According to a study published by The Royal Society scientific journal, dogs experience disturbed sleep patterns when stressed.
Researchers monitored the sleep patterns of sixteen pet dogs after “positive” experiences — like being caressed by their owner and playing games– and “negative” experiences such as being approached threateningly by a stranger.
Much like us, canines having positive experiences slept peacefully, while those who were exposed to negative experiences spent a troubled night, spent more time in REM sleep (the active sleep stage characterised by increased heart rate) and woke up more quickly.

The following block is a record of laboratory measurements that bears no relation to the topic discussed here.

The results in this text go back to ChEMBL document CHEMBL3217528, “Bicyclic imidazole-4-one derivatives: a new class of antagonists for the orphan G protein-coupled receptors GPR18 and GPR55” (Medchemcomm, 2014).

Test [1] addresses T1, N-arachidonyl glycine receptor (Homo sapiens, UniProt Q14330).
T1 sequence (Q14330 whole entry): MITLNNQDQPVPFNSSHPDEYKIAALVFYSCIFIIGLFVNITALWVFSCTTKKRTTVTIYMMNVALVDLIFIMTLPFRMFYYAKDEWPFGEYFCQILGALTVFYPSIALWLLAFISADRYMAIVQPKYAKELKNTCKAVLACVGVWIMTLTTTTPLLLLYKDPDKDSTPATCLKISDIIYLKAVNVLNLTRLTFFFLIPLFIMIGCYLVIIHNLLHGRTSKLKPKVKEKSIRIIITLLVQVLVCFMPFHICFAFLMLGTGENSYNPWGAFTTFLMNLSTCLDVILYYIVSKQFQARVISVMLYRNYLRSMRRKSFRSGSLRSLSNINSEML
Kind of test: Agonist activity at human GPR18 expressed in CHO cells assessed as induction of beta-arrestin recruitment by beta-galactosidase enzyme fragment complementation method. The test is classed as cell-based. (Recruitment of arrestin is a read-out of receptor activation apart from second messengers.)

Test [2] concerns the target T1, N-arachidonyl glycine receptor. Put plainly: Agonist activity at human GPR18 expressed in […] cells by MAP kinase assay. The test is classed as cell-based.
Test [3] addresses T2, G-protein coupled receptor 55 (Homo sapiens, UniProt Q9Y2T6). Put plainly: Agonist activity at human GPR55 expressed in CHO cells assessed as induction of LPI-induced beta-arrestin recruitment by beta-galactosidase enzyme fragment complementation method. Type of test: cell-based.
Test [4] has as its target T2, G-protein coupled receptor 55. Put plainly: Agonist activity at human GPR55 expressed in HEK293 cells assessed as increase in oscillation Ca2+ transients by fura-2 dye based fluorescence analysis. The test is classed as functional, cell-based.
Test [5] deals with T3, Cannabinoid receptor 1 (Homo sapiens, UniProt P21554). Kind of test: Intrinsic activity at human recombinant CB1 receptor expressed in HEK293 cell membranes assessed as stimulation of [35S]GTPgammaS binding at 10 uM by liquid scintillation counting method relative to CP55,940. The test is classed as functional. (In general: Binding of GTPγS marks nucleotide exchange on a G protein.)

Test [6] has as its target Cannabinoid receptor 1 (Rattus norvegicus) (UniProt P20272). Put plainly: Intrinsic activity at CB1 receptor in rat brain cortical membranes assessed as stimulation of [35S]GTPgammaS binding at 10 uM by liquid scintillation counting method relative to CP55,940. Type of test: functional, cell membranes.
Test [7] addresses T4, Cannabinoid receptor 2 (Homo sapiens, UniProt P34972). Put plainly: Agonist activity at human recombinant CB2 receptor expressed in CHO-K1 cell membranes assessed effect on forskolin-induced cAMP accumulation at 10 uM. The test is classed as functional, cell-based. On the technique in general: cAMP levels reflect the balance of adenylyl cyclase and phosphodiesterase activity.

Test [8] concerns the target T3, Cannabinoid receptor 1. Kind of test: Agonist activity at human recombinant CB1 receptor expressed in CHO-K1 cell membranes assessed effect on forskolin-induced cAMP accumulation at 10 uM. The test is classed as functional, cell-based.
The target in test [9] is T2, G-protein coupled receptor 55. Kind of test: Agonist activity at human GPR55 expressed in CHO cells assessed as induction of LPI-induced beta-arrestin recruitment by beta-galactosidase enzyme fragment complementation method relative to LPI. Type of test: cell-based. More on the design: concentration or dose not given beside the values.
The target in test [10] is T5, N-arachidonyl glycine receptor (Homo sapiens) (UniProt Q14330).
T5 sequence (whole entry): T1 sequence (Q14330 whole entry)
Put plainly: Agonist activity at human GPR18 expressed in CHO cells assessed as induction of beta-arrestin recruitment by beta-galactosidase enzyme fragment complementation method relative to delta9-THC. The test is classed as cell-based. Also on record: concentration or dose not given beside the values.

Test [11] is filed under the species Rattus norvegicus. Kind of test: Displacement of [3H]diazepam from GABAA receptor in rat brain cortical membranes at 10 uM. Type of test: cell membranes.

The researchers attributed this to something called stress-induced quiescence — a protective sleep in response to stress. The study also highlighted that the stressed-out dogs fell asleep faster — even though they didn’t sleep as well.
“(This is) a phenomenon that can be induced by several stressors, and that can also be observed as part of the human immune response during sickness,” they wrote.